Jayne Simpson, Public Contributor at Applied Research Collaboration Kent, Surrey and Sussex (ARC KSS) shares her experience of taking part in the children and young people's mental health, neurodevelopment, neurodiversity and special educational needs and disabilities' (SEND) community of research practice event, held in September 2022.

I’m Jayne and I recently became an ARC KSS Public Contributor. We are members of the community who have lived experience of various life issues - health conditions, disability, additional support needs for one reason or another, either directly, or as a result of supporting family, friends, neighbours etc. We use our experience to work with the ARC research community to make sure that research projects have the needs of local people at the heart of them and get to see the benefits of the research. I came to the role as a mum of a young adult autistic daughter, with lots of experience of using health and social care services.

Straightaway, I was made to feel really welcome and a valued part of the ARC. The Community of Research Practice Event, focussing on neurodevelopment, neurodiversity and children and young people (CYP) with Special Educational needs and Disabilities (SEND), was held in person, at the University of Sussex. For me, that in itself was a scary prospect, as I hadn’t been to a large in-person event since the pandemic struck and wasn’t sure if I was brave enough to walk into a room of 50 plus people; never mind speaking to any of them and managing to get my stories of lived experience heard.

I sat at a table of really friendly and welcoming people, representing a wide variety of CYP's services. The majority of them were unaware of the public contributor role and were keen to learn more about it and how it can enhance research. After a short introduction from Dr Ian Male, Director of Research at Sussex Community NHS Foundation Trust and Becca Randell, CYP Mental Health Implementation Lead at ARC KSS, we had a really interesting presentation from Devyn Glass, an ARC KSS Research Fellow, on digital storytelling, that captured the voices of CYP. I found the use of digital technology to help young people to express some very difficult emotions really moving. Afterwards, I was able to speak to Devyn about how she’d set this project up and the barriers to making it work for the young people.

Later, we had the opportunity to have open table discussions around perceptions of the experiences of neurodiverse and SEND CYP and their families, as well as what gets in the way of undertaking research. I was so encouraged by how genuinely interested people were in my lived experiences of using the sort of services a lot of them are involved with. I really got a sense of a big culture change in terms of researchers seeing the benefits of working with members of the local community and listening to their ideas in terms of improving services.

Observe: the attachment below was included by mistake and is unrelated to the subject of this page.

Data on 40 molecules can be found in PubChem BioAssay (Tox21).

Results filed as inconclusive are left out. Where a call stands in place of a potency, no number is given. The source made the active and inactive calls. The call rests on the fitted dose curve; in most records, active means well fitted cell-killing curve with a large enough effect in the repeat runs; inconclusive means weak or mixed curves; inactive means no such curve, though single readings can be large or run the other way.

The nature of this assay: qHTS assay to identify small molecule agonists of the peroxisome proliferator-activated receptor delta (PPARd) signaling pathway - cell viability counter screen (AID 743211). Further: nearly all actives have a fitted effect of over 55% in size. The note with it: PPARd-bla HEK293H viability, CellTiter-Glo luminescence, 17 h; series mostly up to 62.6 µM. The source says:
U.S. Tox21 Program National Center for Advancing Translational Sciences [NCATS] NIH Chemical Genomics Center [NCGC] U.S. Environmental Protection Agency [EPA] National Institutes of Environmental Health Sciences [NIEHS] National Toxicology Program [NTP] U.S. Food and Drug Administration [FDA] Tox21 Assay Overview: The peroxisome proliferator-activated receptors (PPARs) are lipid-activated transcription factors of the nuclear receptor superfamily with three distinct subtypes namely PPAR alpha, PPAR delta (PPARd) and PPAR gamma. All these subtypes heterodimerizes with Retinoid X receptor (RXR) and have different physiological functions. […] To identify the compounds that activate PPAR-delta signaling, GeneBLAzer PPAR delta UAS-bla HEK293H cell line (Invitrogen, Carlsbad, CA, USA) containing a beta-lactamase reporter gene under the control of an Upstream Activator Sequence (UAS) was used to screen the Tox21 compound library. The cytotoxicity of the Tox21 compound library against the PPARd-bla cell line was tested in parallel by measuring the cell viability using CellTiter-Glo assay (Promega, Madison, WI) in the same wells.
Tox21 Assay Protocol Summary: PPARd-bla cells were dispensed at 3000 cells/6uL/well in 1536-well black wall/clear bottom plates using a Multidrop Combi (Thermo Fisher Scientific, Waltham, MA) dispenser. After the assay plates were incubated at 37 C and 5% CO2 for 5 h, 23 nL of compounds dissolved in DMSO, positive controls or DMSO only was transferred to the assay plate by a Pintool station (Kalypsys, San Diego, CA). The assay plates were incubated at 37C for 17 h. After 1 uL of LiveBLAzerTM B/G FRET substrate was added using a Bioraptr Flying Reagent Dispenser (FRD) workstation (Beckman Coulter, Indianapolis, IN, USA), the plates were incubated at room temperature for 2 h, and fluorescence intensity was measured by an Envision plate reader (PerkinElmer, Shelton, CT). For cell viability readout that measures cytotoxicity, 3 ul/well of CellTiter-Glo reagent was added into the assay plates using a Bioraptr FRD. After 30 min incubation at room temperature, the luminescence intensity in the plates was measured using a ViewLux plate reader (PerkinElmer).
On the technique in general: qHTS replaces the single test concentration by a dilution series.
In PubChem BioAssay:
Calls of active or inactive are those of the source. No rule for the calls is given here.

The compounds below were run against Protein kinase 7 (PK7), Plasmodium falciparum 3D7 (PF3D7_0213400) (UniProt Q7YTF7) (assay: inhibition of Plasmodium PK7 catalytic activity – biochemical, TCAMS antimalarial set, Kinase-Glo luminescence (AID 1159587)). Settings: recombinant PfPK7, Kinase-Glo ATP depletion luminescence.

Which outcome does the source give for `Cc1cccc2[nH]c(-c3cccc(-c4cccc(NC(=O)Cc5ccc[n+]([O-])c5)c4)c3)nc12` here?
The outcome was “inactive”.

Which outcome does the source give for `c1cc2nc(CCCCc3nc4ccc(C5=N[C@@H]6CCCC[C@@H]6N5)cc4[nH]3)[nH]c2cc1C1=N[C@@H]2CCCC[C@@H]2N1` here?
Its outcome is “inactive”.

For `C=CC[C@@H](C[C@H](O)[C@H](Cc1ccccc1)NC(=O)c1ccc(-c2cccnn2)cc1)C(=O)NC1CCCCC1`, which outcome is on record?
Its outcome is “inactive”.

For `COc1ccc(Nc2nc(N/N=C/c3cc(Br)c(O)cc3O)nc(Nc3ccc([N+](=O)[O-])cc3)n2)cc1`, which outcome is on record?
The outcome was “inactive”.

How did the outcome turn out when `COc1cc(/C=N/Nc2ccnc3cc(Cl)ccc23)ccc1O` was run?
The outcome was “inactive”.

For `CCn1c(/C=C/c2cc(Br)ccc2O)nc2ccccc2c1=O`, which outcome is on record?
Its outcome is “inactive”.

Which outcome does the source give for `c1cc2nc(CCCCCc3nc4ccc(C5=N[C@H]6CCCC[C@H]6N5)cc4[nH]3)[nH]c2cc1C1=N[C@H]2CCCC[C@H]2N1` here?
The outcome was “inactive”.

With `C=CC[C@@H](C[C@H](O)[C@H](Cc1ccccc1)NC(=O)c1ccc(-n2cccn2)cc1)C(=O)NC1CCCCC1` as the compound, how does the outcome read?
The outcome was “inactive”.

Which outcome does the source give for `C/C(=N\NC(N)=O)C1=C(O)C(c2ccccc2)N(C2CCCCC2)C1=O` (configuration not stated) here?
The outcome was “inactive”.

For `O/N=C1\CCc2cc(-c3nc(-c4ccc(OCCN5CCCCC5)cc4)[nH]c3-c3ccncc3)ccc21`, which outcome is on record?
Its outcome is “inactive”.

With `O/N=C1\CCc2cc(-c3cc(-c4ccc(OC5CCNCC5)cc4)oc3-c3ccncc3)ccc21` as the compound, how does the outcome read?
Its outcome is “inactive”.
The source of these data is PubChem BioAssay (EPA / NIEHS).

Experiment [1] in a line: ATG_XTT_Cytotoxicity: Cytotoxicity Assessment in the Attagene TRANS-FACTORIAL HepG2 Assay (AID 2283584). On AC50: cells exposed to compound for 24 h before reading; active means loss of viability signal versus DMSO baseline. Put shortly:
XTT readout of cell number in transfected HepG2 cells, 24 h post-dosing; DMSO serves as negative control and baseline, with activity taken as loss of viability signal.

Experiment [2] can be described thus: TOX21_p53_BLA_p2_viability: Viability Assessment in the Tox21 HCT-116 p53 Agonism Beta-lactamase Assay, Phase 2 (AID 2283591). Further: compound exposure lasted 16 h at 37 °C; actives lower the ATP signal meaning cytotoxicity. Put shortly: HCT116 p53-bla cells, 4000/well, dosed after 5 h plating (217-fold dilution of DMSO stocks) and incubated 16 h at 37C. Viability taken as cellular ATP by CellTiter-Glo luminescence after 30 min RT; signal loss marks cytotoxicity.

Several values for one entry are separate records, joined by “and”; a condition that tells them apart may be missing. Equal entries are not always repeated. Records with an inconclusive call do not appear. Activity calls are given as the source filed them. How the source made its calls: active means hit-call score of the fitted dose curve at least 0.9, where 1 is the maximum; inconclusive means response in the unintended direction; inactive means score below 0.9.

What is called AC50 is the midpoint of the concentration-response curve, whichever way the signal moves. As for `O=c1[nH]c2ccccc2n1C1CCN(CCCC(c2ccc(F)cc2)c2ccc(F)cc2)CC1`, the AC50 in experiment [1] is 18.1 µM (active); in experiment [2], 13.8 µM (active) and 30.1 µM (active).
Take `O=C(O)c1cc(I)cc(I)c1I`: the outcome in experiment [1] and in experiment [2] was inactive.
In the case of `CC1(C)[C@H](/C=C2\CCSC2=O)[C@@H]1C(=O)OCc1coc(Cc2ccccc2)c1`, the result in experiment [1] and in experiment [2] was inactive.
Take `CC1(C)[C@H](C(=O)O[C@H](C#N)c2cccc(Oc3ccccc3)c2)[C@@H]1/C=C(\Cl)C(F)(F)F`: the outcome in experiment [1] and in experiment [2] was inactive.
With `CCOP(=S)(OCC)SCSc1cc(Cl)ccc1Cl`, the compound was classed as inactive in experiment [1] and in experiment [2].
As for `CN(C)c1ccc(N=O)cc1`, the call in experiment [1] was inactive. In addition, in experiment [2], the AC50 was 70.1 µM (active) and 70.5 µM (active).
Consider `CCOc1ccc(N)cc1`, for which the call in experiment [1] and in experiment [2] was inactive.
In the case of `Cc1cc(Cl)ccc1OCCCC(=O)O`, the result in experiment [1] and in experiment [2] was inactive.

I thought the lunch break would be a good opportunity to get a breath of fresh air and to prepare for the afternoon sessions but, there were so many interesting people to talk to and still so much I felt I could learn from them, that, instead, I spent the time networking. It was great to hear more about the work people were doing and the services they were developing; valuable information that I could take back to the community groups that I am part of. It really made me realise that the more we can all share ideas and experiences, the more people we can reach and include, leading to better outcomes.

After lunch, we had presentations from several attendees showcasing research from across Kent, Surrey and Sussex. It was great to hear how much is happening and the importance of making sure that we get that out there in our local communities.

We ended with a ‘World Café’ a chance to join tables with various themes where participants could showcase research and promote collaboration. I’d been asked to co-facilitate the Autism, Attention Deficit Hyperactivity Disorder (ADHD) and Learning Disability table which attracted the most interest. And, to be honest, this was one part of the day that I personally found overwhelming, as co-facilitating with people who looked like they were very used to these sorts of events, felt like a bit of a step too far for me.

But, it is still early days, in terms of having the involvement of public contributors, and since the event we’ve had some really positive conversations about how to make these events even more inclusive. We’ve also spoken about the importance of including those with lived experience at the planning stage.

I did feel completely exhausted after the event, but I also felt an overwhelming sense of really having been part of something exciting and hopeful. It felt really good to know that my family’s experiences and those of others like us could help to inform future research within our area and lead to better lives for all of us.  

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